THC and its major metabolites, most likely because it decreased the rate of clearance of THC from the body.15
In mice, THC inhibits the release of luteinizing hormone, the pituitary hormone that triggers the release of testosterone from the testes; this effect is increased when THC is given with cannabinol or CBD.113
Cannabinol also lowers body temperature and increases sleep duration in mice.175 It is considerably less active than THC in the brain, but studies of immune cells have shown that it can modulate immune function (see ''Cannabinoids and the Immune System'' later in this chapter).
A researcher needs certain key tools in order to understand how a drug acts on the brain. To appreciate the importance of these tools, one must first understand some basic principles of drug action. All recent studies have indicated that the behavioral effects of THC are receptor mediated.27 Neurons in the brain are activated when a compound binds to its receptor, which is a protein typically located on the cell surface. Thus, THC will exert its effects only after binding to its receptor. In general, a given receptor will accept only particular classes of compounds and will be unaffected by other compounds.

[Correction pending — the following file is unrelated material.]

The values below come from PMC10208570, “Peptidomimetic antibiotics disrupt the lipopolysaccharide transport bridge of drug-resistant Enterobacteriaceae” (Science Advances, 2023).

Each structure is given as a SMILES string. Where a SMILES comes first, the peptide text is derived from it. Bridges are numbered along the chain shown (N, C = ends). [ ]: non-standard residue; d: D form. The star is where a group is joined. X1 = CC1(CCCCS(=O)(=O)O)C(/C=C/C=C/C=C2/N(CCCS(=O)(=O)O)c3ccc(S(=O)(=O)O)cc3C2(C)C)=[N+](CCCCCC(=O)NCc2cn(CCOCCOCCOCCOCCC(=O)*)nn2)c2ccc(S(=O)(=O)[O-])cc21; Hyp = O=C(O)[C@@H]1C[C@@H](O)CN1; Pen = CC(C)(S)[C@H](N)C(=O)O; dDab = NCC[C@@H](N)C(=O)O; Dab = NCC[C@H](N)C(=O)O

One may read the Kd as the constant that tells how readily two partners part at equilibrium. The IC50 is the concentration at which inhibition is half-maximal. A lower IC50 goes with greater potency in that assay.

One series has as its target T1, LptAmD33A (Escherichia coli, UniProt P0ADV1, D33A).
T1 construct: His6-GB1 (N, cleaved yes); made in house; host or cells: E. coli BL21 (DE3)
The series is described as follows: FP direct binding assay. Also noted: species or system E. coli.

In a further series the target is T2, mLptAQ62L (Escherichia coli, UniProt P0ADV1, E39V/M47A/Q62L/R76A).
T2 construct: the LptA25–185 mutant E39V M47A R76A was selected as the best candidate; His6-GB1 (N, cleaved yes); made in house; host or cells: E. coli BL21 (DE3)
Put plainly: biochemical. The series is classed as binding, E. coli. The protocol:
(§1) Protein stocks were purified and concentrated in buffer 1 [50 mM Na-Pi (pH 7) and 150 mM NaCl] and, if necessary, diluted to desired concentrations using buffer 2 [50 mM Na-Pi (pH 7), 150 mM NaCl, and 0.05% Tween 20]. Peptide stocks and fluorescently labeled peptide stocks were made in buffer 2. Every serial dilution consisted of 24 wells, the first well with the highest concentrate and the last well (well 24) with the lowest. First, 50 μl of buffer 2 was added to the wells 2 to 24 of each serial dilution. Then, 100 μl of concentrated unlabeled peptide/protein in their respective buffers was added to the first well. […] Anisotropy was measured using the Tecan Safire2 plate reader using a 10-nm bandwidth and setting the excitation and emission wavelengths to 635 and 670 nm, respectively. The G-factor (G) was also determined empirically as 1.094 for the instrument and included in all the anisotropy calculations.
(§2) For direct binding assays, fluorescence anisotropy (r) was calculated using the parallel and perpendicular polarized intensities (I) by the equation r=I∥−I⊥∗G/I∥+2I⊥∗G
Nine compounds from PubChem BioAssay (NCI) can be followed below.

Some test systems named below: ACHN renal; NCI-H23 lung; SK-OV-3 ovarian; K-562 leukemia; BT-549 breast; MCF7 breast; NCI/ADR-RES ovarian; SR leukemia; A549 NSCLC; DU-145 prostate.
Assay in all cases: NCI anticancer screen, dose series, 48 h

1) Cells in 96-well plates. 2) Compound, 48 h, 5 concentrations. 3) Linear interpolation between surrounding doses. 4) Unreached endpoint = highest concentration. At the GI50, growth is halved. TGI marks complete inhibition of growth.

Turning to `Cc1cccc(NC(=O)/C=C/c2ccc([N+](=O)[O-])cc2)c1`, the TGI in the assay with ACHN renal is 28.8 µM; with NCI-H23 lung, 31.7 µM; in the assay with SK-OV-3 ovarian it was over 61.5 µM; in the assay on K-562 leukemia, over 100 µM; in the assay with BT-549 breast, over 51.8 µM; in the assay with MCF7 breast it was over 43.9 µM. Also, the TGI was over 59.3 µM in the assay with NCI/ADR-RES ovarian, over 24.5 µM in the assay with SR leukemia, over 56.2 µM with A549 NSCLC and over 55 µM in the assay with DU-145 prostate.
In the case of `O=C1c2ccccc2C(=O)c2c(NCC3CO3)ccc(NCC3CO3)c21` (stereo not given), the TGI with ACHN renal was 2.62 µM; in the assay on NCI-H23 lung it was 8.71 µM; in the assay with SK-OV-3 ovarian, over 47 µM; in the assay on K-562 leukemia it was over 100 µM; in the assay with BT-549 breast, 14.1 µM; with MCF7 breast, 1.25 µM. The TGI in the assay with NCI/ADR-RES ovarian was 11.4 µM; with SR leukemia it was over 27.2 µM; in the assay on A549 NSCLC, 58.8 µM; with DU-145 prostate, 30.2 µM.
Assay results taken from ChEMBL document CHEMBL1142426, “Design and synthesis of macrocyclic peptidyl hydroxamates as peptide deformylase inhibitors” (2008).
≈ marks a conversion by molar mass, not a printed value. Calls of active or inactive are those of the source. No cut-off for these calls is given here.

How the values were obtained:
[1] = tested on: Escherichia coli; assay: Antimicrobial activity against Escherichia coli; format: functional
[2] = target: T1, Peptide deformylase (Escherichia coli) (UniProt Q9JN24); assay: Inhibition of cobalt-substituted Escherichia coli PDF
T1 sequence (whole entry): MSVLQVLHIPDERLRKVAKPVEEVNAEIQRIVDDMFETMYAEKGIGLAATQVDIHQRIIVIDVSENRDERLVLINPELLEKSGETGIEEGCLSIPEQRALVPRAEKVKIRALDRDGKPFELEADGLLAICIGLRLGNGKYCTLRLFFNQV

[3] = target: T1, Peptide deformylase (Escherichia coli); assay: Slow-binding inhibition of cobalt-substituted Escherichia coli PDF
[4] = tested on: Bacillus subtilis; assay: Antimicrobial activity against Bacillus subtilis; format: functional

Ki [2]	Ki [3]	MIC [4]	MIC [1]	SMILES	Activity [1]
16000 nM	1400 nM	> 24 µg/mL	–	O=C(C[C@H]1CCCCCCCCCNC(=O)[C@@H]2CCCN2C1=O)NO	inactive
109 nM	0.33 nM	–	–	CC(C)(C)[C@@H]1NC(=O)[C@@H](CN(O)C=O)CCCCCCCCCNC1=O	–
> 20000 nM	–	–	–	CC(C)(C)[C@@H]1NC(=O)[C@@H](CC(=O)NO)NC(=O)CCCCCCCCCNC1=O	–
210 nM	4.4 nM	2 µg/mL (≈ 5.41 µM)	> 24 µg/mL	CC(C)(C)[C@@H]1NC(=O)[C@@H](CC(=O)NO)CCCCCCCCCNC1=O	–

Compounds that activate receptors are called agonists. Binding to a receptor triggers an event or a series of events in the cell that results in a change in the cell's activity, its gene regulation, or the signals that it sends to neighboring cells (Figure 2.1). This agonist-induced process is called signal transduction.
Another set of tools for drug research, which became available only recently for cannabinoid research, are the receptor antagonists, so-called because they selectively bind to a receptor that would have otherwise been available for binding to some other compound or drug. Antagonists block the effects of agonists and are tools to identify the functions of a receptor by showing what happens when its normal functions are blocked. Agonists and antagonists are both ligands; that is, they bind to receptors. Hormones, neurotransmitters, and drugs can all act as ligands. Morphine and naloxone provide a good example of how agonists and antagonists interact. A large dose of morphine acts as an agonist at opioid receptors in the brain and interferes with, or even arrests, breathing. Naloxone, a powerful opioid antagonist, blocks morphine's effects on opiate receptors, thereby allowing an overdose victim to resume breathing normally. Naloxone itself has no effect on breathing.
Another key tool involves identifying the receptor protein and determining how it works. That makes it possible to locate where a drug activates its receptor in the brainboth the general region of the brain and